My name is Payton Chung, I live in yes, an apartment in Ward 6, and I am testifying with regard to Case 14-11.
This rezoning amounts to a severe reduction in the potential number of housing units within the District. This action seems incongruous with the Office of Planning’s recent arguments that the District is adding a thousand residents each month, which will result in exhausting its “zoned capacity” for new development within 25 years — and perhaps sooner, if ambitious plans like the Sustainable DC plan bear fruit.
OP has suggested that existing single-family neighborhoods should accommodate some of that growth, through accessory dwelling units and corner stores. Yet now OP has reversed course, shutting the window on secondary units in one-third of the central city, and in some regards (like with height) making R4 more restrictive than the lower-density R1, R2, and R3.
The supposed principal rationale that OP offers, that further restricting an already severely constrained supply of housing will somehow make housing more affordable to a select class of households, is spurious and discriminatory towards smaller households like mine. As former OP director Harriet Tregoning once said, “Part of the challenge is to right-size our housing stock so we can have the type of housing that matches the needs of our residents.”
Tregoning pointed out then that larger housing units are already amply supplied within the District. Today, there are 2.4 large housing units in DC for every one household that needs one. More specifically, 33.5% of our housing units have three or more bedrooms, but 13.9% of our households have four or more residents.
This imbalance results in the market awarding a substantial discount to large units. On a per square foot basis, three-bedroom units sell for 15% less than the citywide average, while zero and one bedroom units pay a 15% premium. And yet OP wishes to exacerbate this crisis by further constraining the supply of small housing units, with no guarantee that larger units will be at all affordable.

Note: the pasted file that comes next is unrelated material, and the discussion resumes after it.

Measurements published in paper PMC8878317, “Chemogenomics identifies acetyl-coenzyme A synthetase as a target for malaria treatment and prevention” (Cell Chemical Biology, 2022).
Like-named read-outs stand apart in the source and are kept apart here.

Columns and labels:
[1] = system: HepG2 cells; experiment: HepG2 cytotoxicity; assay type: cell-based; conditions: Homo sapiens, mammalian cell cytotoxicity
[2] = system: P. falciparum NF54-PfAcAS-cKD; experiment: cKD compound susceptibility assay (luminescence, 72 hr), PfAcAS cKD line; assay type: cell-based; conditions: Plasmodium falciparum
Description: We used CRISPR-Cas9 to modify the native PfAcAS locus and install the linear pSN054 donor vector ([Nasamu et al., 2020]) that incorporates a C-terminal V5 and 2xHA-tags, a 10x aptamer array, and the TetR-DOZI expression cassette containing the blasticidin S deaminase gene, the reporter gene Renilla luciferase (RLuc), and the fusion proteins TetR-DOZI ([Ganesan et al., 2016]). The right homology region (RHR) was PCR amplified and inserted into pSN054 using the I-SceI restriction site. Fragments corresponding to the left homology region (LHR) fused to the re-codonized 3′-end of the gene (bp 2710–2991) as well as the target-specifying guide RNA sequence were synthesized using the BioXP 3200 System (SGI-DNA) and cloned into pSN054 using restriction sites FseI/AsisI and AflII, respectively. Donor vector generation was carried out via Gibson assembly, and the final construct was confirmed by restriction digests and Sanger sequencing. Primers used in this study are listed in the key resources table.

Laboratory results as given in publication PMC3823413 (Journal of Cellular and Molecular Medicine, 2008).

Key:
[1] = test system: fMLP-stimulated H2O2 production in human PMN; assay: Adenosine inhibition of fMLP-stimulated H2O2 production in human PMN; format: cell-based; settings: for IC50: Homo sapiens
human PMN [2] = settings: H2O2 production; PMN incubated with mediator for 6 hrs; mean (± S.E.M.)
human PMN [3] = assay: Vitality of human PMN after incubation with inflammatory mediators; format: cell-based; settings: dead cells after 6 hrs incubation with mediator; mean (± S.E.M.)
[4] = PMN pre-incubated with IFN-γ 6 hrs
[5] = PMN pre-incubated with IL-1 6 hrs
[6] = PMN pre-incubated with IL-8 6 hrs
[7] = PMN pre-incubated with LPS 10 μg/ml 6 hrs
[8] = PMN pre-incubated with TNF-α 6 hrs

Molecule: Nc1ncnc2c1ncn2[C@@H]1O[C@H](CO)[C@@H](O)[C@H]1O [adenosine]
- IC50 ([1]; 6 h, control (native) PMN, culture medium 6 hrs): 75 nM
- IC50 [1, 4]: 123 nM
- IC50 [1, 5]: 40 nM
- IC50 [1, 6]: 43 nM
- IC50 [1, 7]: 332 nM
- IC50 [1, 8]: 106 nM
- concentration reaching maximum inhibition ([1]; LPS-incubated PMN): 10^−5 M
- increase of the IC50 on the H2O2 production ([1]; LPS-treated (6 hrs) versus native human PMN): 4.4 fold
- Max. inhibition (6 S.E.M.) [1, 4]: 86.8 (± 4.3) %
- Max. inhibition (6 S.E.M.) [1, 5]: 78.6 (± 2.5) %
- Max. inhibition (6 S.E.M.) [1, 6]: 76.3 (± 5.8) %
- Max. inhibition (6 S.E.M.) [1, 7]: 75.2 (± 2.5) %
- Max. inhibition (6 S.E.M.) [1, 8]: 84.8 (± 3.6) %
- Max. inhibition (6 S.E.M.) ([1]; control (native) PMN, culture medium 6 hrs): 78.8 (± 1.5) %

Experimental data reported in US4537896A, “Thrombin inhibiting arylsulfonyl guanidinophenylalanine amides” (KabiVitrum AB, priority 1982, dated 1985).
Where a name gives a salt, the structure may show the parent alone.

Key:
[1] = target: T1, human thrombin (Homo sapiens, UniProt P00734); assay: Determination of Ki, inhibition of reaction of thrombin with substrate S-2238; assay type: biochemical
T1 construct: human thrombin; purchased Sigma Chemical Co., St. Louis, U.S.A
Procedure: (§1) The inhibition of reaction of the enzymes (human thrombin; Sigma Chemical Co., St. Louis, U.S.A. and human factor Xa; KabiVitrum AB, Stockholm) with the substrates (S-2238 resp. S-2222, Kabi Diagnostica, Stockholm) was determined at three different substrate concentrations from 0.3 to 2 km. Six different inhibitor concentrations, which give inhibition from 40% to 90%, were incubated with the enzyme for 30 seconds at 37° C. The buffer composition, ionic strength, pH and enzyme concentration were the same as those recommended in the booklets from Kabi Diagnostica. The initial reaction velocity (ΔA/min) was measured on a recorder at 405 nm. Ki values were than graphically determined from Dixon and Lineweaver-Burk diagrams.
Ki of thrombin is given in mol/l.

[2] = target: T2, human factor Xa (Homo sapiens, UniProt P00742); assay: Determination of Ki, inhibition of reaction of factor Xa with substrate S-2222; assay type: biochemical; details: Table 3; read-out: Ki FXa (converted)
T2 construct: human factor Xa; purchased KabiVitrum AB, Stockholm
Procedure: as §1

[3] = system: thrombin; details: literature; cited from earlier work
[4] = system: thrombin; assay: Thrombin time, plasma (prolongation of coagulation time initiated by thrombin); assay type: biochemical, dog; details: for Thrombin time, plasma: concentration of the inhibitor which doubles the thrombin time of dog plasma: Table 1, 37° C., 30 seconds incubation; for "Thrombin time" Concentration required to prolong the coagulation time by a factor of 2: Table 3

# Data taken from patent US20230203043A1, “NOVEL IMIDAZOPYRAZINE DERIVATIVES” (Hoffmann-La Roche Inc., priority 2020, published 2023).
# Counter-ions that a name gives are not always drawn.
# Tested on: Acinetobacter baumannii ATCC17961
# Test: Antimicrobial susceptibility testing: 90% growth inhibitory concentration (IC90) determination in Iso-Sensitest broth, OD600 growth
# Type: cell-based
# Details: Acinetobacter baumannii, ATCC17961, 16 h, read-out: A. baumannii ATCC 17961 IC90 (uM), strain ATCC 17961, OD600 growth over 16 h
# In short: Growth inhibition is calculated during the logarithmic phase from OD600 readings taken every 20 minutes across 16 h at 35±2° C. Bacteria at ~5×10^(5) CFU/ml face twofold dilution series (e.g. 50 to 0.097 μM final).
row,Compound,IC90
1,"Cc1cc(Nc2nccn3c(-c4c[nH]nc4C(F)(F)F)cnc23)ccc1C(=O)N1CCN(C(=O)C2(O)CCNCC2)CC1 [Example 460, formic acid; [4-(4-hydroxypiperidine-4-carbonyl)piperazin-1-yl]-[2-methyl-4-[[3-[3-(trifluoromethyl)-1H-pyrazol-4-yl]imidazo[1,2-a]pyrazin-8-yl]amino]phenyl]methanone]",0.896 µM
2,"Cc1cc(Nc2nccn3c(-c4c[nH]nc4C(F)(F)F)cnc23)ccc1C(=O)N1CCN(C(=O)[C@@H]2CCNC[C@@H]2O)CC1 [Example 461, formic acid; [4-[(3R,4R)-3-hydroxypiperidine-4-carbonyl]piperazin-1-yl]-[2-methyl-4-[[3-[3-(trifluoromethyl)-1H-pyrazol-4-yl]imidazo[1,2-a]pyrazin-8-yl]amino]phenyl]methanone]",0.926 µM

I happen to enjoy living in a high-rise apartment building, but it is neither feasible nor desirable to shoehorn all residential growth solely into the rapidly diminishing areas available for high-rises — which are, of course, subject to the Height Act. High-rises have intrinsically high costs due to their fireproof construction, elevators, and interior corridors.
It’s no accident that most of North America’s great urban neighborhoods, from Boston to Brooklyn to Chicago to San Francisco, are comprised of small, low-rise buildings with 2-4 units apiece. Such buildings are affordable to build and maintain, yet create just enough density to keep eyes on the street and shops within walking distance. In fact, Milwaukee reveres two-unit pop-ups as the city’s characteristic housing type — former mayor John Norquist described its so-called “Polish flats” as a housing type “specifically designed both to accommodate and to accelerate the economic improvement of the family.”
Almost 40% of Boston households live in 2-4 unit buildings, and so do nearly one-fourth of households in New York City and San Francisco. Yet here in DC, scarcely one in nine of our households do.
This text amendment certainly has a number of supporters, but in the end we must also consider its inadvertent result: to deny thousands of people the option to live in neighborhoods like Columbia Heights, Mount Pleasant, Park View, Trinidad, and Capitol Hill; to further diminish the prospect of more walkable retail within these neighborhoods; to sharply limit investment in some of the region’s most centrally located areas; to make Washington even less affordable to the young strivers who are, more than ever, its lifeblood.
Thank you for your time.